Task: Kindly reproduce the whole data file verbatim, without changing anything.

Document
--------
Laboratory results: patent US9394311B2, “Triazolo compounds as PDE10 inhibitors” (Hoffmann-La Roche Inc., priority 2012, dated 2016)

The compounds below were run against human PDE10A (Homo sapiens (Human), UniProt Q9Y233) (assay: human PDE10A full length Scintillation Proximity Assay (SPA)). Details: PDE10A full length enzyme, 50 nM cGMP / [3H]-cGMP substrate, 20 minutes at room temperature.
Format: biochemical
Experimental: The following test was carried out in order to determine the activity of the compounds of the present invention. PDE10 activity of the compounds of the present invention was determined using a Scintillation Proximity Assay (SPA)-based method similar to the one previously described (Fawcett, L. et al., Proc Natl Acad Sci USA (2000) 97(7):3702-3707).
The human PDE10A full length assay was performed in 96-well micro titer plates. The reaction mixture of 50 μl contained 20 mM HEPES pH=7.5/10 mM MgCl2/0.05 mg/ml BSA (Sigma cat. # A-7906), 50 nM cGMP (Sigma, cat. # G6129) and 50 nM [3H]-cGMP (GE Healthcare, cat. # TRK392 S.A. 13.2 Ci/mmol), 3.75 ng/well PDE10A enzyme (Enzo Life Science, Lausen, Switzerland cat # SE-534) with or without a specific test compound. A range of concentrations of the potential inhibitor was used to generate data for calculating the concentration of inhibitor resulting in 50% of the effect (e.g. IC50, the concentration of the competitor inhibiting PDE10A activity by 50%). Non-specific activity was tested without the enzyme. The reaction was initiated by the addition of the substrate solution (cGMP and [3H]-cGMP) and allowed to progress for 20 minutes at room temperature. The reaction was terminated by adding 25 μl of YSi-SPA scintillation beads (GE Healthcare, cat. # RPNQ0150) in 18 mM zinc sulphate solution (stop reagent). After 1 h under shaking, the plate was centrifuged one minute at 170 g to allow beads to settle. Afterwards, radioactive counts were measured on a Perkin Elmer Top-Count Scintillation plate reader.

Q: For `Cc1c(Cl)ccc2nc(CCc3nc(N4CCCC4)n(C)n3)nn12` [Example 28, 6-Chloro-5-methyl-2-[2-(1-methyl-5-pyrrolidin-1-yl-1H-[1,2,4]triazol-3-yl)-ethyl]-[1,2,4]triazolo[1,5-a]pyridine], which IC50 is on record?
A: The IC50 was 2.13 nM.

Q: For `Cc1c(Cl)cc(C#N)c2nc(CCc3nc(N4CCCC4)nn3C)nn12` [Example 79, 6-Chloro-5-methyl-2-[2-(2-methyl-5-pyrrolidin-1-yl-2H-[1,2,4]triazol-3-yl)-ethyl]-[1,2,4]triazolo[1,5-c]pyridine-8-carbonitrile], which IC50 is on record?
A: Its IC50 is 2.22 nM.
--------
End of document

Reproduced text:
Laboratory results: patent US9394311B2, “Triazolo compounds as PDE10 inhibitors” (Hoffmann-La Roche Inc., priority 2012, dated 2016)

The compounds below were run against human PDE10A (Homo sapiens (Human), UniProt Q9Y233) (assay: human PDE10A full length Scintillation Proximity Assay (SPA)). Details: PDE10A full length enzyme, 50 nM cGMP / [3H]-cGMP substrate, 20 minutes at room temperature.
Format: biochemical
Experimental: The following test was carried out in order to determine the activity of the compounds of the present invention. PDE10 activity of the compounds of the present invention was determined using a Scintillation Proximity Assay (SPA)-based method similar to the one previously described (Fawcett, L. et al., Proc Natl Acad Sci USA (2000) 97(7):3702-3707).
The human PDE10A full length assay was performed in 96-well micro titer plates. The reaction mixture of 50 μl contained 20 mM HEPES pH=7.5/10 mM MgCl2/0.05 mg/ml BSA (Sigma cat. # A-7906), 50 nM cGMP (Sigma, cat. # G6129) and 50 nM [3H]-cGMP (GE Healthcare, cat. # TRK392 S.A. 13.2 Ci/mmol), 3.75 ng/well PDE10A enzyme (Enzo Life Science, Lausen, Switzerland cat # SE-534) with or without a specific test compound. A range of concentrations of the potential inhibitor was used to generate data for calculating the concentration of inhibitor resulting in 50% of the effect (e.g. IC50, the concentration of the competitor inhibiting PDE10A activity by 50%). Non-specific activity was tested without the enzyme. The reaction was initiated by the addition of the substrate solution (cGMP and [3H]-cGMP) and allowed to progress for 20 minutes at room temperature. The reaction was terminated by adding 25 μl of YSi-SPA scintillation beads (GE Healthcare, cat. # RPNQ0150) in 18 mM zinc sulphate solution (stop reagent). After 1 h under shaking, the plate was centrifuged one minute at 170 g to allow beads to settle. Afterwards, radioactive counts were measured on a Perkin Elmer Top-Count Scintillation plate reader.

Q: For `Cc1c(Cl)ccc2nc(CCc3nc(N4CCCC4)n(C)n3)nn12` [Example 28, 6-Chloro-5-methyl-2-[2-(1-methyl-5-pyrrolidin-1-yl-1H-[1,2,4]triazol-3-yl)-ethyl]-[1,2,4]triazolo[1,5-a]pyridine], which IC50 is on record?
A: The IC50 was 2.13 nM.

Q: For `Cc1c(Cl)cc(C#N)c2nc(CCc3nc(N4CCCC4)nn3C)nn12` [Example 79, 6-Chloro-5-methyl-2-[2-(2-methyl-5-pyrrolidin-1-yl-2H-[1,2,4]triazol-3-yl)-ethyl]-[1,2,4]triazolo[1,5-c]pyridine-8-carbonitrile], which IC50 is on record?
A: Its IC50 is 2.22 nM.